Two soldiers grabbed my legs and the officer and another soldier grabbed my shoulders and they took me into the army tower inside the checkpoint. My head was outside the tower and I was still shouting. The two soldiers who had beaten me previously kicked me and told me to shut up.
The police van stopped very close to me. A policeman and policewoman got out. The policeman asked me what happened and I told him that the soldiers had brutally beaten me. I begged him to help me, for the sake of his children. He had compassion for me and promised to help me. He told me to wait five minutes. I waited more than half an hour, and then a Red Crescent ambulance crew arrived. Two members of the crew came into the tower. I heard them ask the officer who was standing in front of the tower to help them take me to the ambulance. The officer refused, saying the matter didn't interest him. The two paramedics brought a stretcher, put me on it, and took me to the ambulance.
Just then, I saw my father, my brother Usama, my uncle Abu Faisal, and my cousin running toward the ambulance. My father said to me, “Muhammad, Muhammad,” but I couldn't answer. My uncle, who is sixty years old, got into the ambulance, and we drove fast to Aliyah Government Hospital, in Hebron. I felt like my stomach was about to burst, and I had sharp pains. At the hospital, the doctors said they would open my abdomen to make sure I had no internal bleeding or injury to internal organs, especially my spleen. At first, I didn't agree, until my father arrived and signed the consent forms for surgery. When I woke up after the operation, my father, my uncles, and other relatives were around me.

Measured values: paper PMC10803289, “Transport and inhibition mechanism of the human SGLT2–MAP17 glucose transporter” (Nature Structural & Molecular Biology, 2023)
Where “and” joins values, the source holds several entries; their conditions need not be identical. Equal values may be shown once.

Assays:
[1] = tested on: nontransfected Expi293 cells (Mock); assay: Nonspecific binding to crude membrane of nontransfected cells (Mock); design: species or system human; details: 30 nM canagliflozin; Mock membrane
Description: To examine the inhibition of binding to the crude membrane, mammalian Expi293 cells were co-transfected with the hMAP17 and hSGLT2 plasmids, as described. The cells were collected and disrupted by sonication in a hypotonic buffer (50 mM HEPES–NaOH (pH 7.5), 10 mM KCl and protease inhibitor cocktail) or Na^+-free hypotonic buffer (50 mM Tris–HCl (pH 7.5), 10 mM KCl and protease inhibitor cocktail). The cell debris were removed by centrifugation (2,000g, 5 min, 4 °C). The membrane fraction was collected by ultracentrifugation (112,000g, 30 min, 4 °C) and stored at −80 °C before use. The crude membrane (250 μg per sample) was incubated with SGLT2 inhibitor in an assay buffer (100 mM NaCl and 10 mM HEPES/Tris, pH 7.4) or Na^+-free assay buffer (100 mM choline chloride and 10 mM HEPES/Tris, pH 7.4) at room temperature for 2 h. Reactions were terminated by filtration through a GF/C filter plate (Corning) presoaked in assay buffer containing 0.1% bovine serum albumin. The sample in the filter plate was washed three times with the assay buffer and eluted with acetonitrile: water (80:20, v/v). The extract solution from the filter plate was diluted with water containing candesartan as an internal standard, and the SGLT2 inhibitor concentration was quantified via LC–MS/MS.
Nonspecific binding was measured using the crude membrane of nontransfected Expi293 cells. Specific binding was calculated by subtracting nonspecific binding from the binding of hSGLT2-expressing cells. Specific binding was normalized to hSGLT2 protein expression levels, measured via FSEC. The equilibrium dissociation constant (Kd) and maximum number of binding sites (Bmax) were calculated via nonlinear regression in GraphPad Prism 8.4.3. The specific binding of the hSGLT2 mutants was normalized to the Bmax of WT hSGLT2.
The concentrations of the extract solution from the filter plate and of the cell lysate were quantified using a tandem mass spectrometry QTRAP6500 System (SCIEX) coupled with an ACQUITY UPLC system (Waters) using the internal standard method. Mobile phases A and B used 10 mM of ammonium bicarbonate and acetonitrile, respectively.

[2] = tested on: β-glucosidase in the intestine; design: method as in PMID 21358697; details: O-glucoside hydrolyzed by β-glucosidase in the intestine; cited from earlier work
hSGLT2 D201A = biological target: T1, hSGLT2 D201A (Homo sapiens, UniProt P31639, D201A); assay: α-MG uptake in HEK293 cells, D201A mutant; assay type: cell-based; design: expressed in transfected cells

My father told me that he and Usama had asked an officer at the checkpoint why the soldiers had done this to me. The officer told him that he was in charge of the checkpoint and that he didn't assault me; that it was the soldiers in the Hammer who did it. My father said another officer arrived in an army jeep and that my father turned to him in Hebrew, and the officer replied in good Arabic: “You should thank Allah that your son is alive. Take him and take care of him. He could have died or ended up in jail.”
I'm still hospitalized. I have a feeling of fatigue and have stomach pains. The X-rays, tests, and operation indicated that I had damage to my intestines and other internal organs. The doctors told me to rest for a few days in the hospital, during which they'll monitor my condition before releasing me.
Muhammad Mahmud Id'is Id'is, 27, married with two children, is a driver and a resident of Beit 'Amra in Hebron District. His testimony was given to Musa Abu Hashhash at Aliyah Hospital, in Hebron, on 7 September 2009.